·The attack on Afghanistan also led the US to build up a network of had followed 9/11 was dissipated, sharpening
bases in Central Asia that made it a powerful player in a region European concerns about US unilateralism
previously overshadowed by Russia and China. and `hyper power' and leading to a serious rift
·Countries scrambled to line up with the US. As well as the in relations between the US and France,
Europeans, Russia and China (both facing Islamic rebels) supported Germany and Russia over Iraq in 2003.
the attack on Afghanistan and Pakistan abandoned its earlier ·US treatment of the alleged terrorists
support for the Taliban and offered the US bases. detained at Guantanamo Bay on Cuba also
became highly controversial, and this has
become another example of the unilateralism
which has alienated much international
The `Bush Doctrine':
Impact of 9/11
·Americans will seek global military dominance
and will not allow any rivals. They reserve the right and the War on
to take pre-emptive action against any state Terror
attempting to gain WMD or sponsoring terrorism.
Signs of the influence of the Bush Doctrine included:
Strengthened the Bush Doctrine and the Neocons.
·Further increases in the US defence budget (already 40% of
·9/11 also strengthened the unilateralist direction in US foreign
global defence spending.
policy and the influence of the neocons.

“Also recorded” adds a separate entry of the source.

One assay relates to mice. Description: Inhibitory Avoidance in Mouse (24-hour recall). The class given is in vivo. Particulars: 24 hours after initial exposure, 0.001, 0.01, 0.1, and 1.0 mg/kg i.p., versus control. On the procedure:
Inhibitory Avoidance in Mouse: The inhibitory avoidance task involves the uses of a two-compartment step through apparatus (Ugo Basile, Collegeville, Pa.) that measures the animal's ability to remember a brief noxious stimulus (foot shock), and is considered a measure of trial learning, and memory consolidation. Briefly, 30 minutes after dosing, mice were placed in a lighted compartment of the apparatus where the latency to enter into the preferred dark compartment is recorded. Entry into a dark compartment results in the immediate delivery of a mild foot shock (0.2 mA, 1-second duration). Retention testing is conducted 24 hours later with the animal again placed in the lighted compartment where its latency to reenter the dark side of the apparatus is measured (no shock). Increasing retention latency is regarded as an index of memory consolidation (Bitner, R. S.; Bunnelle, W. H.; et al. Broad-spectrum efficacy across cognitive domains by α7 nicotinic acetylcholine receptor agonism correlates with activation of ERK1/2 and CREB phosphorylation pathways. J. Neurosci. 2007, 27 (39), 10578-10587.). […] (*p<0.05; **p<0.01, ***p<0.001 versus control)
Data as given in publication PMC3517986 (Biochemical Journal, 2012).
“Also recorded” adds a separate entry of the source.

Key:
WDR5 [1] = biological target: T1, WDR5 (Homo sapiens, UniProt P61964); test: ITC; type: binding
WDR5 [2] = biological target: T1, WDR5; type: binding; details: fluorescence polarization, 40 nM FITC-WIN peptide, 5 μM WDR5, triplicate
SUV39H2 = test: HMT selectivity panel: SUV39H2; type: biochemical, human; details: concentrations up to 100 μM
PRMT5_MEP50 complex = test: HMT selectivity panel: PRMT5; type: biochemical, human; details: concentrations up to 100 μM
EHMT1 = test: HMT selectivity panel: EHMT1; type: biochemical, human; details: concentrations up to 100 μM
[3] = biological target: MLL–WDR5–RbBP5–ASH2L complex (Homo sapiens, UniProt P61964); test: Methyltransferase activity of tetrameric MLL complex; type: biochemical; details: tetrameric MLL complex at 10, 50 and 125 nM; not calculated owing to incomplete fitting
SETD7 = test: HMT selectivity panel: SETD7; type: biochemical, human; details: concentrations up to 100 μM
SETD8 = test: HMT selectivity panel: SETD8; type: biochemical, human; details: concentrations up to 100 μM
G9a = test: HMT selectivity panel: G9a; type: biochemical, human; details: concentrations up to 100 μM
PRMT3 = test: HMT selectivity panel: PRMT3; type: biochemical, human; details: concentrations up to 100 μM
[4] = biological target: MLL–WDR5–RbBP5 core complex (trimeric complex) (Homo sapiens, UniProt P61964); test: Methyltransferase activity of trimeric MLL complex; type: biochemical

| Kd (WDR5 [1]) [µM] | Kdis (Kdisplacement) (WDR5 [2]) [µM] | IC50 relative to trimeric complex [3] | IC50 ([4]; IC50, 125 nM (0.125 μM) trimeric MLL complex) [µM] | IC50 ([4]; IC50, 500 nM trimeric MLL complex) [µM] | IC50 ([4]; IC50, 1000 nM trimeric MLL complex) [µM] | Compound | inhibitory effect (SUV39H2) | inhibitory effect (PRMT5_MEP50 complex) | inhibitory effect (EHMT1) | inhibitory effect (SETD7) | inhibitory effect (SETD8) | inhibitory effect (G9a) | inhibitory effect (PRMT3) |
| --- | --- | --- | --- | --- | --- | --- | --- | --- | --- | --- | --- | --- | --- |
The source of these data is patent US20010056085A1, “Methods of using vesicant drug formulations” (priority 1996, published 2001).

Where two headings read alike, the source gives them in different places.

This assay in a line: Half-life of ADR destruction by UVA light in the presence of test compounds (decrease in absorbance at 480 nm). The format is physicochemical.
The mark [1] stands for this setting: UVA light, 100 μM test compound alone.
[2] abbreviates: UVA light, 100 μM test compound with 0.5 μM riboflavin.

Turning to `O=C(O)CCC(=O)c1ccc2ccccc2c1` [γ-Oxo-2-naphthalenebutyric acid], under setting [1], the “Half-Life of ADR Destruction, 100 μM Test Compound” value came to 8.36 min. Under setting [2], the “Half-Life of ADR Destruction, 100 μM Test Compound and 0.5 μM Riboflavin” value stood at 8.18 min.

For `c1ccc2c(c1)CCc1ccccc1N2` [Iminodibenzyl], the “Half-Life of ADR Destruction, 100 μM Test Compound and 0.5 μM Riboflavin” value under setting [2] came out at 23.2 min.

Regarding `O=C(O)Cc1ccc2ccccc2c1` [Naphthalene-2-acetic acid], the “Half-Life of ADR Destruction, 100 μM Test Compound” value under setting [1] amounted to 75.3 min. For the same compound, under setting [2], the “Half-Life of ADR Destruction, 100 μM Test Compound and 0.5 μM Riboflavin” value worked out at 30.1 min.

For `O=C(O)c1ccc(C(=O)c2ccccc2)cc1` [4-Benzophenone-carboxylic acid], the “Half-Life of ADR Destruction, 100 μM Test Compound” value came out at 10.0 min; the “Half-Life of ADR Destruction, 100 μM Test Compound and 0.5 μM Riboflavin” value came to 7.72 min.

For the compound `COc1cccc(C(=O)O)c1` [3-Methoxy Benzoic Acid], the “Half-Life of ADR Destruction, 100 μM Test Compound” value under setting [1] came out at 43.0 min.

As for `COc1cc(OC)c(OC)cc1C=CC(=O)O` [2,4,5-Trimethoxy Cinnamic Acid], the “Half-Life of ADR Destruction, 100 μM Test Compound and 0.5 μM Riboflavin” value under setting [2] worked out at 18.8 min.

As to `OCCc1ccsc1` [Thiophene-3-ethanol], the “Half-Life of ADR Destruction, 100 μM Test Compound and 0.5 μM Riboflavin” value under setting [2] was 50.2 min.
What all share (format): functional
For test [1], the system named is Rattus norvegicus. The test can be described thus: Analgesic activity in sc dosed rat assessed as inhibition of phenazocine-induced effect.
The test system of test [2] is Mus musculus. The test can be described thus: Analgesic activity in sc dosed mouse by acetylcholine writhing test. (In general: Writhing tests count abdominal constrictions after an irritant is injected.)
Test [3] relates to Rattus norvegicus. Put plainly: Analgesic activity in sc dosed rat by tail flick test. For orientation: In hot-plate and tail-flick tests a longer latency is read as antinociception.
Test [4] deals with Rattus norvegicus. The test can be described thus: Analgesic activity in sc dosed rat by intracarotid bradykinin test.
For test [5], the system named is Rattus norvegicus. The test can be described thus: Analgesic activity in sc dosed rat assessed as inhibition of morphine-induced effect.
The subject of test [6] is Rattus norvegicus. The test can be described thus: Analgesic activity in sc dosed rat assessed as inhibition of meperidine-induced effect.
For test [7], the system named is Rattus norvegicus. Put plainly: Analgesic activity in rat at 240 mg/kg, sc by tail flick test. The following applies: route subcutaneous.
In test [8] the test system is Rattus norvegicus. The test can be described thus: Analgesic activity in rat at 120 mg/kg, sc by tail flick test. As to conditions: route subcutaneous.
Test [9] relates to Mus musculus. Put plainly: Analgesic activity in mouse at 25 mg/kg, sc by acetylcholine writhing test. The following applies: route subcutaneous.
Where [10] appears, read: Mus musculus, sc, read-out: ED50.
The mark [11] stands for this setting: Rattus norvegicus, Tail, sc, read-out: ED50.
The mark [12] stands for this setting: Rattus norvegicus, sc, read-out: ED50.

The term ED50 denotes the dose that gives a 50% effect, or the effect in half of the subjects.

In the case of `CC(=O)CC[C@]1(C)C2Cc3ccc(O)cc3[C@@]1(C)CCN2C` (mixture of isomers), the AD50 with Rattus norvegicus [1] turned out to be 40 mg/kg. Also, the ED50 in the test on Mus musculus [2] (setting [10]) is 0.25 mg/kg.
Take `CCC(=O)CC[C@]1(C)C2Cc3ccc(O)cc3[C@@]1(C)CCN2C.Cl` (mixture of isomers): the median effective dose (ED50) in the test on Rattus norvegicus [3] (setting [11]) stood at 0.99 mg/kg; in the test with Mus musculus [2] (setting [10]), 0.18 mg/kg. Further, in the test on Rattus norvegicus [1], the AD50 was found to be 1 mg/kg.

·A new urgency about tackling threats to the US and its allies
·The dangers facing the US had been made obvious in the most
from `rogue states'- particularly those described by Bush in
dramatic way, and a strategy for dealing with them was essential.
Jan 2002 as `the axis of evil' (Iraq, N. Korea, Iran), and above
·This provided an ideal opportunity for the neocons - they offered
all Iraq, the targets of the `neo-cons' from before 9/11.
a coherent response to these dangers, and many of their ideas,
·A preference for `coalitions of the willing', controlled by the
which were already shared by leading figures in the
US, rather than multilateral alliances, where decisions had to
Administration to some extent, were now taken up, most evidently
be agreed - NATO was not called upon for the attack
in the National Security Strategy in 2002 (which formalised what
on Afghanistan, and a similar approach was
became known as the `Bush Doctrine').
to be followed in Iraq.…read more

Slide 4

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Why the USA went to war in Iraq The Aftermath of the Iraq War
·The Bush Administration's motives for the war have to be In the wake of its Iraq policy, the US left some of the key
seen in the context of 9/11; the Administration was institutions badly damaged. The UN was sidelined, NATO
determined to deal with states regarded as a threat because weakened and the EU divided (Britain, Spain, Italy and a number
of their opposition to US interests, possession of weapons of of other countries, including the Eastern European applicants,
mass destruction and actual or potential links with terrorist backed the war ­ Rumsfeld enraged France and Germany by
groups. At the top of this list was Iraq. contrasting `new' and `old' Europe).
·Neocons like Wolfowitz saw the overthrow of Relations between the US and France and Germany were